- ocean health; not just fisheries loss and ecosystem loss, but possibly per Lovelock other long-term homeostatic mechanisms preserving an equable climate
- supplies of industrial minerals
- water supplies and phosphorus for agriculture; soil depletion; declining biodiversity of crops
- water supplies for industry, especially energy-related uses
- regional climate change due to local and upwind land and energy use
- pollution of various sorts
- increased vulnerability to disease through increased population and mobility; arms race between medical science and infectious agents
All of these problems are arguably manageable individually, but they begin to overlap: a notable event in this increased coupling was the sudden rise in cost of the very cheapest foods as corn began to be diverted in earnest to ethanol production. This is not a one-time event: as the world becomes full the various limits will interact.
And all of this neglects the lack of any international legal protocol to protect individuals or the interests of the future comparable to the GATT which protects existing corporate interests.
And all of it happening already; none of it is in the future.
And all of it is just the product of per capita impact and population.
It really doesn’t seem that the international equity position which requires at least a thirty-fold increase in wealth makes any sense at all.
The alternatives are:
- abandon growth
- abandon the idea that the system is fair, and pursue explicit exploitation of less developed countries
- find some way that impact per unit growth declines rapidly enough, which means, in practice, VERY rapidly
I personally find the second solution absolutely unconscionable. If you don’t, at least consider how vicious and militarized such a world would end up being. It pretty much kills any idea of globalization anyway; so if that part of the economic conventional wisdom holds you still have a very big hole in your theory.
So if 3 is possible we should pursue it. But consider that the long term growth rate of every meaningful impact must be zero. Consequently the only way growth of any quantity is sustainable in a finite space is if impact per unit of global growth of that quantity on all physically constrained subsystems declines at least as rapidly as the quantity increases.
In other words
The only way economic growth can be sustained indefinitely on earth is if every environmental impact per unit growth declines at a rate equal or greater to the rate at which the economy grows.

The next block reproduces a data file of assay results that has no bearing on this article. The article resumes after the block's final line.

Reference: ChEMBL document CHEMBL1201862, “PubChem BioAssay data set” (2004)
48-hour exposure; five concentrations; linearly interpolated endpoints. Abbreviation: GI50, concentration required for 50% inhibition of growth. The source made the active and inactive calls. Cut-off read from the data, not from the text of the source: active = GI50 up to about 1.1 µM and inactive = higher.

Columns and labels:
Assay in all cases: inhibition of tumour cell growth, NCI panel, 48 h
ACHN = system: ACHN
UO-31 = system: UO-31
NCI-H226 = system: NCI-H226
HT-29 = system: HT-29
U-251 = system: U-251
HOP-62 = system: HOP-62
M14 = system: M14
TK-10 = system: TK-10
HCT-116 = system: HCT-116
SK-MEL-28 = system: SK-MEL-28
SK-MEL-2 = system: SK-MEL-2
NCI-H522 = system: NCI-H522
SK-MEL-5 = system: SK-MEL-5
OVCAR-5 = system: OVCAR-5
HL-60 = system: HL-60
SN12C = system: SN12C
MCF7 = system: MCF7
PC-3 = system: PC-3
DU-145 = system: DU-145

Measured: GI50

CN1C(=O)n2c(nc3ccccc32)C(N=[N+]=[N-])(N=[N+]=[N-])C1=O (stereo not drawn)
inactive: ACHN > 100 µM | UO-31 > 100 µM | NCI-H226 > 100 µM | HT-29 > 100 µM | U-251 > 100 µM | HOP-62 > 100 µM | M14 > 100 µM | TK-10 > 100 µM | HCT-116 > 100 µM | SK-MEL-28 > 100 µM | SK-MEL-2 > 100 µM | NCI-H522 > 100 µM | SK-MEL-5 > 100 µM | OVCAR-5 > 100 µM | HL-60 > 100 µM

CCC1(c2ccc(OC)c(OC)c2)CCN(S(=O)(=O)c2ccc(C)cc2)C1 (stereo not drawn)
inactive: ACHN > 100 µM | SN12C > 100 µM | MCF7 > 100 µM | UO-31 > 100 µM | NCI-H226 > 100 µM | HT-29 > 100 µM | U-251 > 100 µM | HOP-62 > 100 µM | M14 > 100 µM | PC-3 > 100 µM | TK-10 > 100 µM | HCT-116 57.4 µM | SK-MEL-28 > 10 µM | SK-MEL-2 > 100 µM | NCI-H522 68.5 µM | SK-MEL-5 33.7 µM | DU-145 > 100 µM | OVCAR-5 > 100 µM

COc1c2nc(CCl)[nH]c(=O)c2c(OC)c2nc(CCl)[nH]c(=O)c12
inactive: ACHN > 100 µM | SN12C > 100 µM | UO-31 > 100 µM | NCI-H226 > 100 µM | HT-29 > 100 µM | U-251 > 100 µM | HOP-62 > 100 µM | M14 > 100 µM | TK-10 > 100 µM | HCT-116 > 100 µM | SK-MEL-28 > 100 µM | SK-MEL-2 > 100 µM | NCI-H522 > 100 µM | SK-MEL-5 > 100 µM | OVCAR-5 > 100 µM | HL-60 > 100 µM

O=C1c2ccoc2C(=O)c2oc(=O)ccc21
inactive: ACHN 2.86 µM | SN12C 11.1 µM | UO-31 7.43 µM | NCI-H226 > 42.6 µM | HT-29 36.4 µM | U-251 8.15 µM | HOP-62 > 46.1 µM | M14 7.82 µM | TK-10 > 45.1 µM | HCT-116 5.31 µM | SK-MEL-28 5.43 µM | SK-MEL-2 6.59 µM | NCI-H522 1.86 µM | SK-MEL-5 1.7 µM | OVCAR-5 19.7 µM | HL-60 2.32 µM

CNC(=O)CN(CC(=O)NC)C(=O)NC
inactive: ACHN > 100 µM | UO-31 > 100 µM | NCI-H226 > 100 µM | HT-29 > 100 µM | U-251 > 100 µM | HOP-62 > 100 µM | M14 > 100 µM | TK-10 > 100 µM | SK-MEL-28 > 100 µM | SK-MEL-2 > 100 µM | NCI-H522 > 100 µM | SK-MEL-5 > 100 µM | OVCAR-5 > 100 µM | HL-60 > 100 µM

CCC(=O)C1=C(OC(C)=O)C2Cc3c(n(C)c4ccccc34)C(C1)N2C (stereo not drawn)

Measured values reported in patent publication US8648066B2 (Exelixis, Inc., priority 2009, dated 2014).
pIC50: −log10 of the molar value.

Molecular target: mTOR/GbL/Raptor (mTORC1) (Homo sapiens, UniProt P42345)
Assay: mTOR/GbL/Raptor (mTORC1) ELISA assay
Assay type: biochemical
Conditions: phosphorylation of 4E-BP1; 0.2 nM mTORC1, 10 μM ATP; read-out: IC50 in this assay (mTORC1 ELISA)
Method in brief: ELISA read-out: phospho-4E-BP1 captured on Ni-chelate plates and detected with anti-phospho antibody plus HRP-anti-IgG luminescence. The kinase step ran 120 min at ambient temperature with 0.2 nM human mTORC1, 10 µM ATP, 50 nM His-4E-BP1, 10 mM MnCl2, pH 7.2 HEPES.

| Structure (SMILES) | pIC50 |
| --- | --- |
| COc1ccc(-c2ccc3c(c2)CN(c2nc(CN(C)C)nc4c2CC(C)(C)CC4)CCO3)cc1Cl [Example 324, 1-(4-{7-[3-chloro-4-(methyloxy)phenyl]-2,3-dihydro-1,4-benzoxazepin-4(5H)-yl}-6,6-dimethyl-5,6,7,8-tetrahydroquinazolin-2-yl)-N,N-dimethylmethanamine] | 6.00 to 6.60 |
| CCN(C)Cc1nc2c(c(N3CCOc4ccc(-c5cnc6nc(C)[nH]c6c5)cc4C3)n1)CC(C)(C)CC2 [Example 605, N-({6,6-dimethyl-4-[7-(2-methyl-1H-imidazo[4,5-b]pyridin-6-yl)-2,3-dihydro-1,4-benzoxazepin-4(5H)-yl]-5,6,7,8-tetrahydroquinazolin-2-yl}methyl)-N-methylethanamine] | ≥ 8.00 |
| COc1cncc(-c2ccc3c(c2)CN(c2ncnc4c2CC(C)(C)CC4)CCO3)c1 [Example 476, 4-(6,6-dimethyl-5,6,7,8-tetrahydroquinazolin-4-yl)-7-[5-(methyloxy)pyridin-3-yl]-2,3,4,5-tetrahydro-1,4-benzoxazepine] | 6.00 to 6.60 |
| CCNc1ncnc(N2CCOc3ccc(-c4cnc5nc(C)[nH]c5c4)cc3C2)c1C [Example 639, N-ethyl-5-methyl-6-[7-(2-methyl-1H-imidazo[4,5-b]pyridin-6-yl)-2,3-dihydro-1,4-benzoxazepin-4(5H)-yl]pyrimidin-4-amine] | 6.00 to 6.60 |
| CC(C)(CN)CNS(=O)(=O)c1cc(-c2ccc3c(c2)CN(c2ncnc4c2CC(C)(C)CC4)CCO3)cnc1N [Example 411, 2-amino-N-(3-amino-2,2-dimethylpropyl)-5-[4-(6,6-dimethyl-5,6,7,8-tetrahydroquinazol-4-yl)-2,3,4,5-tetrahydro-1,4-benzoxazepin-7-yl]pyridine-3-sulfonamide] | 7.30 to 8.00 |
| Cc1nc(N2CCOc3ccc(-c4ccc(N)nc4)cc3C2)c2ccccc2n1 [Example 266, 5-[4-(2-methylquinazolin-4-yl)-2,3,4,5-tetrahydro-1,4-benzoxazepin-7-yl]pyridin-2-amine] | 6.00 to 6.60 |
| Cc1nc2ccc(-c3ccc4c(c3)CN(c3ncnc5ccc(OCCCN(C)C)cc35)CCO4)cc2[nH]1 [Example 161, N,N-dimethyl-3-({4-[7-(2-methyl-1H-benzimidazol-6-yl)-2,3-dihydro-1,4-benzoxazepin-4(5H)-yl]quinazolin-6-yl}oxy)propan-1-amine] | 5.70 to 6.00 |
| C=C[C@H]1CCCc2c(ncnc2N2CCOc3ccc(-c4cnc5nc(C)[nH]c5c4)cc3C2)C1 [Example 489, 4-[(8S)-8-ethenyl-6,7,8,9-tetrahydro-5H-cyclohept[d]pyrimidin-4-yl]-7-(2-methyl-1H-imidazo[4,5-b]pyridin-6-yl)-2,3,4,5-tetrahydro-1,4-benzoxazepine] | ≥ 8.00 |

Is this sustainable growth approach feasible? I don’t know. It would require some new flavors of policy. I’d like to see it explored. As far as I know even this fairly straightforward connection of the economics and sustainability worlds hasn’t been made.
I think the only alternatives are 1) decline of the leading economies or 2) imperialist fascism of the most vicious imaginable sort. Of those choices I prefer decline.
Now Schick’s position doesn’t essentially argue against any of this, except to assert that the problems must be far in the future since none of them has ever bit us yet. This is not the position widely held in the sustainability community. The following graph
indicates the present opinion of how close we are to overshoot:
By “high income” they mean contemporary North American standards. By “middle income” I would guess they mean something like the level of Spain or Korea, comfortable and pleasant but much less overt wealth or luxury; obviously the idea is about a third of the impact of the average American. Even this level as average is now argued to be beyond the physical limits of the earth.
Of course, the fact that many people lack a gut feeling for exponential growth with relatively long time constants does mean that many things are estimated to be further in the future than evidence actually indicates. This is a big part of the greenhouse gas problem, after all.
But even people who think the problem is far in the future have an ethical dilemma. So to Paul Schick who suggests that the problem is immensely distant, I propose the following questions:
- On what basis are you confident that the problem you acknowledge remains far in the future?
- How would people of the future detect that the problem is impending soon enough to deal with it?
- What ethics should they apply to the situation if it were detected?
Update: It’s really a tautology, isn’t it?
Some things are obviously true and yet bear repeating, And it fits in a tweet!
A given economic growth rate can be sustainable *only* if average impact per unit wealth declines at an equal or greater rate.
: I was looking for this infographic for the present article but I was looking in the wrong place. It’s not at WIRED but at New Scientist, here